2. While the information upon which the defendant was held for the grand jury charged that "he [did] engage in bookmaking and occupy a place with books, apparatus and paraphernalia for the purpose of recording and registering bets and wagers", in indicting him the grand jury apparently dropped out part of this language. The indictment charged that he did "engage in bookmaking for the purpose of recording and registering bets and wagers". The information followed the language of the first and second clauses of § 607 of the Act of June 24, 1939, P.L. 872, 18 PS § 4607, but in the indictment most of the second clause dropped out. This left the last part of the charge in the indictment meaningless so that the only crime charged is engaging in bookmaking.
In his charge to the jury the trial judge quoted § 607 in full and went on to say: "Now all of these acts as set forth in this indictment and in accordance with that portion of the Act of Assembly which I have just read to you are forbidden under the statutory law of the State and are therefore unlawful. However, there is only one question or issue for you to consider under this indictment in accordance with the evidence as presented by the Commonwealth, and that is, did the
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defendant, Richard Joseph Manduchi, occupy apartment 149 1/2 North Queen Street, in this city, with books, apparatus, or paraphernalia for the purpose of recording or registering bets or wagers. The question for you to determine is whether or not the defendant is guilty as indicted and is limited to that particular phase of the charge in the indictment, namely, occupying a place with books and paraphernalia as enumerated."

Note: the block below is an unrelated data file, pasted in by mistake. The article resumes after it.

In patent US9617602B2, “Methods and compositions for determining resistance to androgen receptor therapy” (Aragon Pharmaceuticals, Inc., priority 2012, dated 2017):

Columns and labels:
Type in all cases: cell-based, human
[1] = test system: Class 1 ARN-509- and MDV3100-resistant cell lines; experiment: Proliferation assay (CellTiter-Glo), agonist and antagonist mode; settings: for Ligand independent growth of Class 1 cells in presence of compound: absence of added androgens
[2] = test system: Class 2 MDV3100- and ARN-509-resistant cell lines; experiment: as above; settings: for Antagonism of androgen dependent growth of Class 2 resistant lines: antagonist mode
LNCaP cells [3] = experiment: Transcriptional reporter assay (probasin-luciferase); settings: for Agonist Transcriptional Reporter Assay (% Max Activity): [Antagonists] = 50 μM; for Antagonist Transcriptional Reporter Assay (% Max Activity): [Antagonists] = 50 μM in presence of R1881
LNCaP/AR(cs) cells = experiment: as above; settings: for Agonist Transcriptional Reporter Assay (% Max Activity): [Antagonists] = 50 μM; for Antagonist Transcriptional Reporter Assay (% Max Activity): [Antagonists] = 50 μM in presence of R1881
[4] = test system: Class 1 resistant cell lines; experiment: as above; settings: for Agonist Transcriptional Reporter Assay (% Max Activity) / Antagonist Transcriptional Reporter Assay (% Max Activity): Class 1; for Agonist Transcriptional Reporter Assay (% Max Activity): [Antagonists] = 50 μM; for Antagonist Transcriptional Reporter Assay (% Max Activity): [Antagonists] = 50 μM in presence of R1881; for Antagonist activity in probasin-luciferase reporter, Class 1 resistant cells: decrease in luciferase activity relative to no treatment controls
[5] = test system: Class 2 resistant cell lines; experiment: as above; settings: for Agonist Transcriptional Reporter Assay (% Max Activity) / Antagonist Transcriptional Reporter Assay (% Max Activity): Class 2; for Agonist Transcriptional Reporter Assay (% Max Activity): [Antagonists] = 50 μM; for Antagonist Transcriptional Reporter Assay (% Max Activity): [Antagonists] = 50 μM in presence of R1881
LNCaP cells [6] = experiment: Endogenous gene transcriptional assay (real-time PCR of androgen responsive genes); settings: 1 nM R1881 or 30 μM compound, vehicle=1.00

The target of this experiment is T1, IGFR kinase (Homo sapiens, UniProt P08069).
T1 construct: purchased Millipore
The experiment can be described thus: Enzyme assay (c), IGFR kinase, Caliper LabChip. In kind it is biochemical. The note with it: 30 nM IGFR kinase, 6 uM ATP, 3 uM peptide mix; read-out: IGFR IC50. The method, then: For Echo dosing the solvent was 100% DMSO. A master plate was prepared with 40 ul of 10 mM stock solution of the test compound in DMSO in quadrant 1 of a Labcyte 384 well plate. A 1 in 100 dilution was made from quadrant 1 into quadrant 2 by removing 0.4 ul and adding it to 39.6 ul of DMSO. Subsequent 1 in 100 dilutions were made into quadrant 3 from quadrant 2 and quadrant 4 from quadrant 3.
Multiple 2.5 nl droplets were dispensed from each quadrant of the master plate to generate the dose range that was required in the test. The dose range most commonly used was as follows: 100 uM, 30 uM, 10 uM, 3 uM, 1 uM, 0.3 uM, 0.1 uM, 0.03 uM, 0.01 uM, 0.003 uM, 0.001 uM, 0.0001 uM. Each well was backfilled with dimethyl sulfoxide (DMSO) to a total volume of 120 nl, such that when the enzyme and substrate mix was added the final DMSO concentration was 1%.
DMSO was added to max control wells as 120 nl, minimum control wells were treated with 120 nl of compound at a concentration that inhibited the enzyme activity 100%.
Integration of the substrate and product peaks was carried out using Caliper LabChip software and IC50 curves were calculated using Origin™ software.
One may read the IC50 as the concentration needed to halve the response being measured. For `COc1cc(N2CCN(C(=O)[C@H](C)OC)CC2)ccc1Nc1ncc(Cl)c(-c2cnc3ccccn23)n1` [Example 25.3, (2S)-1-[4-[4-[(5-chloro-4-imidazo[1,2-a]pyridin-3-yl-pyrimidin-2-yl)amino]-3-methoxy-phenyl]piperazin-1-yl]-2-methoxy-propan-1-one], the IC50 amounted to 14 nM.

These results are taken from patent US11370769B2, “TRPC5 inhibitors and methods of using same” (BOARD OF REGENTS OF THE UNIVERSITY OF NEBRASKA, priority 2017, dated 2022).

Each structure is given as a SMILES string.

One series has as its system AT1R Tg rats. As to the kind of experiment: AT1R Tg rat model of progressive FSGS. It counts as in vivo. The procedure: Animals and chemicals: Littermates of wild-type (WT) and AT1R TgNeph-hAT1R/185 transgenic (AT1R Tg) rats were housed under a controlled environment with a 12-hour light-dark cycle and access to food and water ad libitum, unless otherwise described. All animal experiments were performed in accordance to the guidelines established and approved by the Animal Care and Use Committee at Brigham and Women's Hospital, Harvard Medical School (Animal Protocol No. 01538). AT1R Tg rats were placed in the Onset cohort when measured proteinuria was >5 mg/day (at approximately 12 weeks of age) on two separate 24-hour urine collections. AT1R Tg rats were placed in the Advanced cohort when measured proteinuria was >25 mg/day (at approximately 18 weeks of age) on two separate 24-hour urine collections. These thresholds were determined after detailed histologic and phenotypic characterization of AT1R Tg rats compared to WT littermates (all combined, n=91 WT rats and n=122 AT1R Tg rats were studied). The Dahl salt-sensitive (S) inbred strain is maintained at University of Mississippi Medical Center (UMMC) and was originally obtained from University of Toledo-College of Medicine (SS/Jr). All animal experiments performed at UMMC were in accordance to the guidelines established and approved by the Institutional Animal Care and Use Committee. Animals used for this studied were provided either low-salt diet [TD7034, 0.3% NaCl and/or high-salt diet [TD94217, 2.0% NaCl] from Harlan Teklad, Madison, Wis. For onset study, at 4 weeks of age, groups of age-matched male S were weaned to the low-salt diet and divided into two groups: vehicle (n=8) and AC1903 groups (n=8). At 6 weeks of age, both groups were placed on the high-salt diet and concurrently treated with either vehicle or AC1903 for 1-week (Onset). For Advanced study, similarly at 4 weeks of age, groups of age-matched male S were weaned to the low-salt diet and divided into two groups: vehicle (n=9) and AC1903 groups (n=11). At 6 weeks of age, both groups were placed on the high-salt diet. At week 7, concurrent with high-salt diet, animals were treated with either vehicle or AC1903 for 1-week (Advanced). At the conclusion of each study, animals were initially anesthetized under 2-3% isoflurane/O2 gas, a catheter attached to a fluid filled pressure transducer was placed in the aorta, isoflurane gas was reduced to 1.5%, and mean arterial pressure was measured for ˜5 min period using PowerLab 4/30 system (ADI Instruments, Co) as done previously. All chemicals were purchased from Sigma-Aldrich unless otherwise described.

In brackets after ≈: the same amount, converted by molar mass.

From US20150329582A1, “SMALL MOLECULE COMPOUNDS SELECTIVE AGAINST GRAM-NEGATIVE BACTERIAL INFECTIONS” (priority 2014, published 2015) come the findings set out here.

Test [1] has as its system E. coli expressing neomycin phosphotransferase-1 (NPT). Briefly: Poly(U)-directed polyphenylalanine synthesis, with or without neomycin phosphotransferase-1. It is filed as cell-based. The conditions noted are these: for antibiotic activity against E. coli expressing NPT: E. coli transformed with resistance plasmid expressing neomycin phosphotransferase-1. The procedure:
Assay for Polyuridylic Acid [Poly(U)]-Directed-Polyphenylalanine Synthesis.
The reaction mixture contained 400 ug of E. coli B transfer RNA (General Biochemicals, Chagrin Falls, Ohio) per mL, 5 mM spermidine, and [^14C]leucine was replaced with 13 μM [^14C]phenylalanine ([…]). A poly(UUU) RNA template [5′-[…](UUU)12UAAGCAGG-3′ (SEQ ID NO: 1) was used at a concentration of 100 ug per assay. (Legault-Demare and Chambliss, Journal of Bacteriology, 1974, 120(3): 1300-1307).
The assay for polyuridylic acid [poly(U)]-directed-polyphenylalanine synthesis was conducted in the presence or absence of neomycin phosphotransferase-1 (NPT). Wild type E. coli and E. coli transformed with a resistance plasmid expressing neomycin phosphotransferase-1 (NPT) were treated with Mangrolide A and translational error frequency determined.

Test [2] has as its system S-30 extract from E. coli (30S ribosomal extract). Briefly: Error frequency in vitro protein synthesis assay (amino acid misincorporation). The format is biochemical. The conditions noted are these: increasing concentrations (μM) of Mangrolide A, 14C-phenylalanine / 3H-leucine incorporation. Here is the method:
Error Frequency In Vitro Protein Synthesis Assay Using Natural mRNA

"Bookmaking" is defined in Black's Law Dictionary as "the recording or registering of bets or wagers on any trial or contest of speed or power of endurance or selling pools." This is taken from People of New York v. Bennett, 113 Fed. 515, 516 (1902). This is the way the term is used in Pennsylvania and is a satisfactory definition of the word "bookmaking" in § 607 of the Act of 1939, supra.
It is quite clear that the evidence, if believed, justified the defendant's conviction of the crime of being engaged in bookmaking as charged in the indictment. Under the evidence in this case, a finding that the defendant was occupying the room with books, apparatus or paraphernalia for the purpose of registering and recording bets is sufficient to raise the inference that he was engaged in bookmaking. It is not surprising that the court's error as to the indictment was not noticed by the defendant's counsel at the time or excepted to or otherwise called to the trial judge's attention at the time so that it might be corrected. We see no such prejudicial error as would require a retrial of the case.